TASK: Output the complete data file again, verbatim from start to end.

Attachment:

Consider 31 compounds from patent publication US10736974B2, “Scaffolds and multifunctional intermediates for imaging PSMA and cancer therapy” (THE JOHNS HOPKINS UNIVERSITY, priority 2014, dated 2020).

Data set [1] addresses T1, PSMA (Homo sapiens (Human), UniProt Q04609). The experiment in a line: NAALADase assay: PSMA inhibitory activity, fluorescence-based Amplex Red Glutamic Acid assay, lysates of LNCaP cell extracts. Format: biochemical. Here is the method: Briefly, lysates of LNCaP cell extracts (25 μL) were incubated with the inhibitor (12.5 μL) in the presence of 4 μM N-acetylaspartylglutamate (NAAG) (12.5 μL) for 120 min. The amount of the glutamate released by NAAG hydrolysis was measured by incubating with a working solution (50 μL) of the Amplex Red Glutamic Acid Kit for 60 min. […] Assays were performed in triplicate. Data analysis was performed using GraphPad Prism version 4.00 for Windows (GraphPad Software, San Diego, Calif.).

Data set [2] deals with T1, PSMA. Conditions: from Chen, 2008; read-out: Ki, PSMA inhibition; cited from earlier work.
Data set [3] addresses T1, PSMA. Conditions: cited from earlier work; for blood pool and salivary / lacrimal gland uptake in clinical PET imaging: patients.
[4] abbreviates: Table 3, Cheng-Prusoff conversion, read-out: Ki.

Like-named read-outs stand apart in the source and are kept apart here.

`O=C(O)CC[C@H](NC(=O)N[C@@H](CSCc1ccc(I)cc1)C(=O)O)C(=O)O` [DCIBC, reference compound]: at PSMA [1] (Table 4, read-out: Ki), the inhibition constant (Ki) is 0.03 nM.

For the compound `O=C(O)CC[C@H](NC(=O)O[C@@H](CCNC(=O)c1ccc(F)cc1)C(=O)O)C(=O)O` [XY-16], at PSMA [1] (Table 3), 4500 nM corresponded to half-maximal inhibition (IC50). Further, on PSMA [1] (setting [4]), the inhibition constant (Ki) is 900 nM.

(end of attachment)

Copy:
Consider 31 compounds from patent publication US10736974B2, “Scaffolds and multifunctional intermediates for imaging PSMA and cancer therapy” (THE JOHNS HOPKINS UNIVERSITY, priority 2014, dated 2020).

Data set [1] addresses T1, PSMA (Homo sapiens (Human), UniProt Q04609). The experiment in a line: NAALADase assay: PSMA inhibitory activity, fluorescence-based Amplex Red Glutamic Acid assay, lysates of LNCaP cell extracts. Format: biochemical. Here is the method: Briefly, lysates of LNCaP cell extracts (25 μL) were incubated with the inhibitor (12.5 μL) in the presence of 4 μM N-acetylaspartylglutamate (NAAG) (12.5 μL) for 120 min. The amount of the glutamate released by NAAG hydrolysis was measured by incubating with a working solution (50 μL) of the Amplex Red Glutamic Acid Kit for 60 min. […] Assays were performed in triplicate. Data analysis was performed using GraphPad Prism version 4.00 for Windows (GraphPad Software, San Diego, Calif.).

Data set [2] deals with T1, PSMA. Conditions: from Chen, 2008; read-out: Ki, PSMA inhibition; cited from earlier work.
Data set [3] addresses T1, PSMA. Conditions: cited from earlier work; for blood pool and salivary / lacrimal gland uptake in clinical PET imaging: patients.
[4] abbreviates: Table 3, Cheng-Prusoff conversion, read-out: Ki.

Like-named read-outs stand apart in the source and are kept apart here.

`O=C(O)CC[C@H](NC(=O)N[C@@H](CSCc1ccc(I)cc1)C(=O)O)C(=O)O` [DCIBC, reference compound]: at PSMA [1] (Table 4, read-out: Ki), the inhibition constant (Ki) is 0.03 nM.

For the compound `O=C(O)CC[C@H](NC(=O)O[C@@H](CCNC(=O)c1ccc(F)cc1)C(=O)O)C(=O)O` [XY-16], at PSMA [1] (Table 3), 4500 nM corresponded to half-maximal inhibition (IC50). Further, on PSMA [1] (setting [4]), the inhibition constant (Ki) is 900 nM.